We are entering the festive season, and you know what that means: parties, parties, parties! It seems like there is something going on every weekend leading up to Christmas: open houses, dinners, and let us not forget the social whirl that comes with children's activities.
I don't know about you, but I hate arriving at a party empty-handed. A bottle of wine is always an acceptable (and loved!) hostess gift, but that can get expensive at this busy time of year. Why not try a homemade gift from your kitchen instead?
I have to confess: I can't get enough chickpeas lately. I've been incorporating them into everything. God bless the chickpea. That amazing little legume is packed with protein, iron, and fibre, and when roasted, it makes an amazingly addictive, crunchy, salty snack. Roasted chickpeas must be skyrocketing in popularity, since I keep seeing bags of them on sale at the grocery store for what seems to me to be exhoribitant prices.
Have you heard about aquafaba? Aquafaba is the sludgy liquid that you drain out of a can of chickpeas before using them. Aquafaba is the slime you rinse down the sink before you make hummus. Aquafaba is also - get this - an amazing substitute for egg whites when whipped.
There's something lovely about seasonal change, isn't there? I admit that I am more of a Summer Girl than anything else; I love sunshine and warmth and fresh, local vegetables, and am loathe to say goodbye to it. However, there is something cozy and comforting about fall; the crisp air, the crunchy leaves, the glory of orange and red trees against the blue skies. It feels festive and happy, somehow, even if it's the harbinger for winter.
Feta cheese. There's no better addition to Greek salads, Mediterranean pasta, or quinoa dishes. Feta cheese can give new life to a pizza or give a kick to dips and sauces. When I was pregnant with my second child I ate feta cheese almost every single day. Feta cheese and I have had a passionate love affair for years.
But what if you cannot eat dairy, for one reason or another? Should you go through your life without the creamy, salty goodness of feta cheese?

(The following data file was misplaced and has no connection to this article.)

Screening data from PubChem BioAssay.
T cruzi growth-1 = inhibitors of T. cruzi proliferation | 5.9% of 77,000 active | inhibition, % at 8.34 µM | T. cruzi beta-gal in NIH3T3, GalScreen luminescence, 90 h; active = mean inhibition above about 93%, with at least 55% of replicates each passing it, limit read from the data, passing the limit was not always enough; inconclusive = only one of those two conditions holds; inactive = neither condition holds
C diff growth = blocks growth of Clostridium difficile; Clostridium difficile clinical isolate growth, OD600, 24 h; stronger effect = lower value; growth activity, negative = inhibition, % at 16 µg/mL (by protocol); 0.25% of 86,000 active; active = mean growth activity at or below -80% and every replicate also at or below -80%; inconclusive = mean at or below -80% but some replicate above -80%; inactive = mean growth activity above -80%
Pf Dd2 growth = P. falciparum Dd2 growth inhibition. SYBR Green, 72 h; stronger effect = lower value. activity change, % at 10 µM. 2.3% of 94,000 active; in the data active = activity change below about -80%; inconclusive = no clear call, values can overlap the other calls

I don't know what it's like where you are, but where I live the mornings are cold and frosty, and even the sunny afternoons feel cold. I love a lot of things about fall - the boots and sweaters and scarves, the colours of the leaves against the bright blue skies, cups of cinnamon tea and the urge to bake everything. The thing I don't like about fall - other than it's the brief segue into a long winter - is that I'm cold. Every year at this time my hands are freezing and I'm constantly chilled, trying to acclimatize to the sudden sharpness in the air.
What is it about making lunch? To me, it feels like a chore of epic proportions. I like cooking dinner. I like baking things. I like busting out my waffle-and-tofu-scramble moves for weekend brunches. But making lunch can really get me down.
It's no secret that I love kale. In fact, my husband took the kids camping without me, and my first thought - right after I can watch unlimited episodes of NYPD Blue and drink wine straight out of the bottle - was that I could have a giant kale salad for dinner and no one would protest.
My best friend's daughter has Celiac disease, and one day when we were chatting about school snacks and lunches, she mentioned the difficulty of finding really tasty gluten-free "grab and go" snacks that were also nut-free. The wheels in my head started turning, especially after talking with another friend whose daughter is allergic to dairy and sugar cane, in addition to gluten and nuts. I was thinking about them both as I found myself in the kitchen, trying to create an energy bar that would fill all those needs. Was it possible?